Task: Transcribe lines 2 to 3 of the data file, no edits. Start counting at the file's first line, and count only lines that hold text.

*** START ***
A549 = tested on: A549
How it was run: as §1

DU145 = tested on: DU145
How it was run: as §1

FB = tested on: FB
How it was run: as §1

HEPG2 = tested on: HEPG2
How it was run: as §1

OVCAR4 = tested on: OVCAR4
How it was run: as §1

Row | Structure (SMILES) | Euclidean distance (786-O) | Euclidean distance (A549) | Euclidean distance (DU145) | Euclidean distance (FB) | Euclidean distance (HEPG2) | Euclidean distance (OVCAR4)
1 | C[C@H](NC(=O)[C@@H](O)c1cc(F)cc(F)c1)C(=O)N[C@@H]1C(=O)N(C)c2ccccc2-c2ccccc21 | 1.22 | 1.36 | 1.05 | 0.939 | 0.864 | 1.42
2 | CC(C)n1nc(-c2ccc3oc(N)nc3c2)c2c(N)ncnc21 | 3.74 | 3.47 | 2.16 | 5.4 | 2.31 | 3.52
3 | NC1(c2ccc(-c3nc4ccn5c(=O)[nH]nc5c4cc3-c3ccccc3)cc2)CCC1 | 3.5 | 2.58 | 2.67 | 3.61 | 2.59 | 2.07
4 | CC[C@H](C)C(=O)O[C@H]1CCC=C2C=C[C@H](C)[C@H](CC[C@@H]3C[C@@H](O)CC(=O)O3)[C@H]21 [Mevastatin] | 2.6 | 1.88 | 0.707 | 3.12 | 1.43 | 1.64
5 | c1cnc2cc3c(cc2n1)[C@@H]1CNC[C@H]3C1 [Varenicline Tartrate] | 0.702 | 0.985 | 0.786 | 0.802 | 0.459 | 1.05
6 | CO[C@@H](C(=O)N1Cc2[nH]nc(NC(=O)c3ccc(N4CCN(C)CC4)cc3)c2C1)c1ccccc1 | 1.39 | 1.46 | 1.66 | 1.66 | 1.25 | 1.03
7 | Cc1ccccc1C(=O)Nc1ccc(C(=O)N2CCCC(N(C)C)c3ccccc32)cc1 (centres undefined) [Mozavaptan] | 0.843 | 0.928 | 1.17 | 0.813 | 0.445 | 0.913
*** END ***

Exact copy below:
How it was run: as §1

DU145 = tested on: DU145